Quakes: Unanswered questions

Persistent earthquakes in Ok­­lahoma continue to spark unanswered questions for researchers.

Oklahoma Geological Survey Director Jeremy Boak said two recent Edmond earthquakes — both measuring more than magnitude 4.0 — occurred in an area where there is little wastewater injection.

“It begins to come back to this question of how widespread is the affected area? Is the injection sort of being spread around so much that it’s capable of affecting a larger distance away than we had anticipated? And is it really this cumulative pulse, not attributable to any one well but attributable to the total amount being injected?” he asked.

OGS officials have seen seismic data indicating how complicated the geological structure is “down in that basement zone,” Boak said.

“There’s a whole layer that had not really been well defined before. I think some people had sort of seen it and, because it’s down below the productive zones, hadn’t really paid much attention to it,” he said.

In looking at the seismic data, OGS officials determined there are two different rock units, Boak said.

“There’s a zone that appears to have relatively good horizontal reflectors in it, that looks like it might be a stack of volcanic rocks ... then beneath that are more traditional, very massive, sort of blocky basement. And that appears to be down where all the earthquakes are happening, on faults down in that part,” he said. “So, there’s an interesting complication, and we’re just in the process. They’re going to give us some of their data — it was a propriety batch of data — but they think the deep part the lawyers will let them part with, because it doesn’t have any oil and gas in it.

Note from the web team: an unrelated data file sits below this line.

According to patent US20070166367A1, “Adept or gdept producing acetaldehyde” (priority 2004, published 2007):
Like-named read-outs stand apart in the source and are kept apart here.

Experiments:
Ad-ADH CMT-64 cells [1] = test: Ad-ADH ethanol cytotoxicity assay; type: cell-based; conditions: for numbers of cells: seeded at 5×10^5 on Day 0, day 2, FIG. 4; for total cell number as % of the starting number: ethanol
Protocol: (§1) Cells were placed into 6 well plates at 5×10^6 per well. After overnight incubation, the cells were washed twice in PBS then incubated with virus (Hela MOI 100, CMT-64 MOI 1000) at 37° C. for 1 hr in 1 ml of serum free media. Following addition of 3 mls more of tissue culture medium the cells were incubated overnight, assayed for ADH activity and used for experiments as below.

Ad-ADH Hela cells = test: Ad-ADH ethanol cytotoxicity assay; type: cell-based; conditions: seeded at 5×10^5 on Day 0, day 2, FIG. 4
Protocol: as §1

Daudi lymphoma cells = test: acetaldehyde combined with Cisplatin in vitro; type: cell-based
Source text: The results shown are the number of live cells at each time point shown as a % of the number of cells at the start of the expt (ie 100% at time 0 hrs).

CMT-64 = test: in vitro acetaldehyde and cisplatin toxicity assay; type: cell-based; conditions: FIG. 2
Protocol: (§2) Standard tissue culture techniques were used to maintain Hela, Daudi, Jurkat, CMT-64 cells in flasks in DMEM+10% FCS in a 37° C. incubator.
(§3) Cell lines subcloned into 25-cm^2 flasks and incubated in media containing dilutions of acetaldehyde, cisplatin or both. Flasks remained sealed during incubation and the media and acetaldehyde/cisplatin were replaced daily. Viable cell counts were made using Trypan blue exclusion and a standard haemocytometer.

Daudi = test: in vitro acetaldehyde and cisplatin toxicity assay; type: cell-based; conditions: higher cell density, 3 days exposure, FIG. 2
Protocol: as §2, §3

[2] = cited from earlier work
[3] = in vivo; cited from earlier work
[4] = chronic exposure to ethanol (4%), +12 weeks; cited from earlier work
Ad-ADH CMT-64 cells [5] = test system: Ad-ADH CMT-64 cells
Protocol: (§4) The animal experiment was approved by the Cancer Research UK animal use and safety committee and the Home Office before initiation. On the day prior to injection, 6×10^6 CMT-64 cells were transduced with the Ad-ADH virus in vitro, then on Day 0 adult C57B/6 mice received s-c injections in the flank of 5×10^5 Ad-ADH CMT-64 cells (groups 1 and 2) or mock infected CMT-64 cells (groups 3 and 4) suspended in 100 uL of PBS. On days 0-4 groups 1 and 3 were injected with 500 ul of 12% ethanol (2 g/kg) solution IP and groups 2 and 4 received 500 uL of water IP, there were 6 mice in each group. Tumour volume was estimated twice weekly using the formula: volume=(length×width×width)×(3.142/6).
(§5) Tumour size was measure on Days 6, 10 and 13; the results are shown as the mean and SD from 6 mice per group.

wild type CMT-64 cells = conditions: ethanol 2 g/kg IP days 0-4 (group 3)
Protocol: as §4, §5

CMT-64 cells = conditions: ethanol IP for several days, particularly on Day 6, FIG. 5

“We might get a really interesting data set that might help explain why we have such a diffuse pattern of earthquakes.”

There always are lots of unanswered questions, Boak said.

“We’ve got a lot of people working on this now. There’re exciting developments, but they’re not at that point where we can offer some really exciting conclusion yet,” he said.

More than 900 significant quakes

There were 907 magnitude 3.0 or greater earthquakes in the state in 2015, Boak said. This total included 29 quakes measuring magnitude 4.0 or greater.

“As we review the records, we sometimes discover duplicates or additional, generally smaller earthquakes, and the catalog may be revised to a slightly different number,” he said.

When comparing to the first half of the year, there were about 50 fewer earthquakes in the second half, Boak said. 

There were 14 magnitude 4.0 or greater quakes in the first half, and 15 in the second half of 2015, he said.

“So there’s an interesting question about how significant is that difference? Does it at least reflect a flattening of the pattern? And, is there something that’s actually driving that? We’ve seen some indications that injection has been less, has been declining, and what we don’t know is how much of that is wells that were directed by the Corporation Commission to either shut-in or cut back, or, on the other hand, wells that were shut-in or cut back because of the price drop for oil,” Boak said. “So, we think we’re seeing some side effect. We think we’re seeing injection reducing. We’re not sure whether it’s yet having an effect, but at least we think it’s not continuing to climb.